The gun was to be used on SIKA now who ever was using a 223 would be braking the law if he was shooting sika with THAT CALIBRE.

The shot placement of the rifle would be the same if it were .243 or a 6.5 because its the same chap who is asking the question so that dose not enter the topic

In my opinion like i said the .243 is not the calibre for SIKA DEER it is better suited to foxes and the choice of bullets for that calibre tell you so . It is the start calibre for deer in Britain and there fore the one most chaps get .The hassle the English have of changing calibres makes it easier to keep what they got and make do and that IMO is sad for them and the deer.


Everybody misses from time to time, but you don't get lots of runners. Deker was meaning the muntjac and smaller deer, since it's 223 and we're in England. They are more than sufficient for the task, and he can shoot pretty damn well.

if you think you need artillery for a sika deer you're wrong, it's as simple as that. If you put the bullet in the right place, the deer will die. They might go 20 yards or so but I don't call that a runner, that's a death spasm. Runner is one who really properly ain't got yet, and buggers off.

And if you get them with a 243 on a sika you will have put the bullet in the wrong place. I have 308 and 243 for deer, 308 simply because I can also shoot cheap ammo down the range, it's not required for stopping power.

Simply put 243 is a real genuine dual-purpose calibre, and there isn't a deer in the land it won't kill cleanly.

#44 Guest_Deerstalker_*

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Posted 19 November 2008 - 01:59 pm

What has shooting a mutjac and shooting a sika got to do with anything MR logic most people have a .243 and will back it up wrongly in my opinion. I SHOOT A .222 AND IT IS A GREAT WEE GUN AND WILL KILL ROE DEER ALL DAY LONG. It would also shoot sika and kill them if shot in the right place . Now the facts are if you can miss as we all do you are even more likely to miss the kill zone .There for you are wounding and no matter what all the .243 owners say it dose not make the same hole as a bigger rifle just as my .222 dose not make the same holes a .243 also . so for me the right calibre is not the .243 it is one of the larger calibres just in case one day your not perfect but the gun gets a unexpected knock etc and you shooting is good but your zero isn't . ;)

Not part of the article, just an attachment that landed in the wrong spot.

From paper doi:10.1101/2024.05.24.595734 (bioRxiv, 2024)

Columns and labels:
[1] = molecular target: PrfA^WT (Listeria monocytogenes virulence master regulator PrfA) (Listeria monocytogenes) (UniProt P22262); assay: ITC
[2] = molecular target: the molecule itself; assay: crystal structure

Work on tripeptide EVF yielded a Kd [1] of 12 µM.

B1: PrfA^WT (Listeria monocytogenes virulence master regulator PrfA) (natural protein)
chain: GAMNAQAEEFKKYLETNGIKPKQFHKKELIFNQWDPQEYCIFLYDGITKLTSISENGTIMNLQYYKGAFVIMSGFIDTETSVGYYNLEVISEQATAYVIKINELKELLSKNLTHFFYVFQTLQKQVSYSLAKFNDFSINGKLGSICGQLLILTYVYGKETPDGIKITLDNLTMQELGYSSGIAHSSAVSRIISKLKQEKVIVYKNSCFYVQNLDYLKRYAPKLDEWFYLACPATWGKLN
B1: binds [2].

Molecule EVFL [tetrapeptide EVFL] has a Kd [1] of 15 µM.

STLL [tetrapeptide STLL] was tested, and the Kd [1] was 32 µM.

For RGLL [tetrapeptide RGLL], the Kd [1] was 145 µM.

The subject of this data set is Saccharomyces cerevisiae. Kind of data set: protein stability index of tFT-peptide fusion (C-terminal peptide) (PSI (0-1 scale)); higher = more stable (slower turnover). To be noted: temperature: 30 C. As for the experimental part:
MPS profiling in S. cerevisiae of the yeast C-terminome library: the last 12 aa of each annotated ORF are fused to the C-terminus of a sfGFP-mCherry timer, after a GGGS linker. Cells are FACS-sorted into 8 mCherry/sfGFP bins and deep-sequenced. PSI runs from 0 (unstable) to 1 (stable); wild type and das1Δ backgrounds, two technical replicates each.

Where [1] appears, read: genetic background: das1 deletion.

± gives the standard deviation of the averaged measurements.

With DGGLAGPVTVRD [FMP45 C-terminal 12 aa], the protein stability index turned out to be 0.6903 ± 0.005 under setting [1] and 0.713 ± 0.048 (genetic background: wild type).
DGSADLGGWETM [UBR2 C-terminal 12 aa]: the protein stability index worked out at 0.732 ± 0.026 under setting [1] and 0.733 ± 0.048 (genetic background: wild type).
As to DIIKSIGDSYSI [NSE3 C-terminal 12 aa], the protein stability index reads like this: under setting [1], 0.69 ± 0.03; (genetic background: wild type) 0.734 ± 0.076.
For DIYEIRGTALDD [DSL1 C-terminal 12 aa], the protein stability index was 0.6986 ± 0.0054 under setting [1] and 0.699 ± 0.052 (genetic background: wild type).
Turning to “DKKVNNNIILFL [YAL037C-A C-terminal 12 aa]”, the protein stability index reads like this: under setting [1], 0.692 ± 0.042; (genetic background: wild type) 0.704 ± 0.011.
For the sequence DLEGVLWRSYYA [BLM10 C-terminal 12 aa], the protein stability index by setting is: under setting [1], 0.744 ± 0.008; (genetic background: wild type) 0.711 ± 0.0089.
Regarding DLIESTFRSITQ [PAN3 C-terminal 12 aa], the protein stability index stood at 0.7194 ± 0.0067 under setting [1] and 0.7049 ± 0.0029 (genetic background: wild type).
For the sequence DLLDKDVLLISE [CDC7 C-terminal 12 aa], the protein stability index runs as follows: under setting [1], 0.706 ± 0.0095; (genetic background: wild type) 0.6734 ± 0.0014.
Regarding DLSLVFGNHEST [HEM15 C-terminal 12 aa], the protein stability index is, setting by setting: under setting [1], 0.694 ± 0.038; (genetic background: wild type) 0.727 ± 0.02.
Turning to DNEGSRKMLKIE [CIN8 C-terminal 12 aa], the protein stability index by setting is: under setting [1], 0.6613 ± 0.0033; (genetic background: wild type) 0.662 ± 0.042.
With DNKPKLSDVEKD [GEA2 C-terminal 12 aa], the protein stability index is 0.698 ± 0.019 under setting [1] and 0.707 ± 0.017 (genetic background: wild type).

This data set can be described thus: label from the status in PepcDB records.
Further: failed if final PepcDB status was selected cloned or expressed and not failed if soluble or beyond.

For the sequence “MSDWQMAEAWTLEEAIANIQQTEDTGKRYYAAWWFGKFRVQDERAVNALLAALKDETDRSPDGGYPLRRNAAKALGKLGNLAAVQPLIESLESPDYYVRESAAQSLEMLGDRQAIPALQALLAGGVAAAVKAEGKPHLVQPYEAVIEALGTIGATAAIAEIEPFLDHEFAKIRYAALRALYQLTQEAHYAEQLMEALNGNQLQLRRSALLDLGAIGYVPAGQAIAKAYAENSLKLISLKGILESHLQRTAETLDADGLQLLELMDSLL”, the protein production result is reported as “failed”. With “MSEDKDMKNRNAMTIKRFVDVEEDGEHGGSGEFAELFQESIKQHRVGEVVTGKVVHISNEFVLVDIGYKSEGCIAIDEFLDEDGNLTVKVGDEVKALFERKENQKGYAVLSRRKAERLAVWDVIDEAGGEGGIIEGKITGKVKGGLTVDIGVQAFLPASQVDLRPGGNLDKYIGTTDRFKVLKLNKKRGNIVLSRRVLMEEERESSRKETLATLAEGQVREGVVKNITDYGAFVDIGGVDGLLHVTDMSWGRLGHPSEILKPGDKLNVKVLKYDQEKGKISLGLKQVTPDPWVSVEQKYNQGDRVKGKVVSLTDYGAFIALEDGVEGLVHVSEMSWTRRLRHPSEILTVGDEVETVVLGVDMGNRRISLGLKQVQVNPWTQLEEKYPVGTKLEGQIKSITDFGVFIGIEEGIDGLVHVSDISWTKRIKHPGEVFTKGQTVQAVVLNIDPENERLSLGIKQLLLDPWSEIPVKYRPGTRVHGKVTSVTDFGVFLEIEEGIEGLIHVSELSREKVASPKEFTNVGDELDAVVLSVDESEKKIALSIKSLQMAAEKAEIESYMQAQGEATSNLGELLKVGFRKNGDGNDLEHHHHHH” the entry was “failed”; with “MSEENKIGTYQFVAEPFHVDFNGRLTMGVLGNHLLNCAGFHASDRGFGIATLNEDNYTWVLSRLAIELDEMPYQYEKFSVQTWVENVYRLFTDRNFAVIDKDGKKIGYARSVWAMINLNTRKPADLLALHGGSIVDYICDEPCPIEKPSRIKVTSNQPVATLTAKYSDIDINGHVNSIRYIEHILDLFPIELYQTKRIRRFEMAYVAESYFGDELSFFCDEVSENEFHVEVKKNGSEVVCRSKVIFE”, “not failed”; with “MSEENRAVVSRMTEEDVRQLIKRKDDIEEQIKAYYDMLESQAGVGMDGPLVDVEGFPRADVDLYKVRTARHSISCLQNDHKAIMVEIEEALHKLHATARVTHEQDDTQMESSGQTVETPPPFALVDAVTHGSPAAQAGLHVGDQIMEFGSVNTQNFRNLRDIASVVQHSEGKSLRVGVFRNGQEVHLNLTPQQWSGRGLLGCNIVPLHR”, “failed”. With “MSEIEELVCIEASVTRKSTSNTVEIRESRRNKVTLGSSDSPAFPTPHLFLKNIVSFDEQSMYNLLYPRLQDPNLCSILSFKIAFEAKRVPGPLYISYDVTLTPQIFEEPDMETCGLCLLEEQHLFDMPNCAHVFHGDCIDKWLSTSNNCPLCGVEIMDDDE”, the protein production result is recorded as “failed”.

#45 SportingShooter

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Posted 19 November 2008 - 05:27 pm

Marksmanship and Sportsmanship, all it comes down to. Unexpected knock? If the rifle is knocked you would never have a hope of knowing where it was shooting whatever the calibre, unless it was put on paper.

You can miss with a .243 just as you can miss with a 6.5, .270, .308, etc etc etc. Every single one of them will wound a Deer shot in the wrong place. And if the rifle is knocked will have no more effect than any other.

Now I cant see the point of making fun of shooter's which you clearly know very little about, all three of the shooters you mentioned in your last two posts are more experienced than you obviously know. Two of them being very competent target shooters. One being someone who can group under 1" at 200 yards with any ammunition. As well as between the three of them you have 60 or 70 years experience of Deer stalking and stalking all species.

I would like to see the amount of Deer of ALL species killed with a .243 in comparison to other calibres in the UK and Ireland. It would make very interesting reading.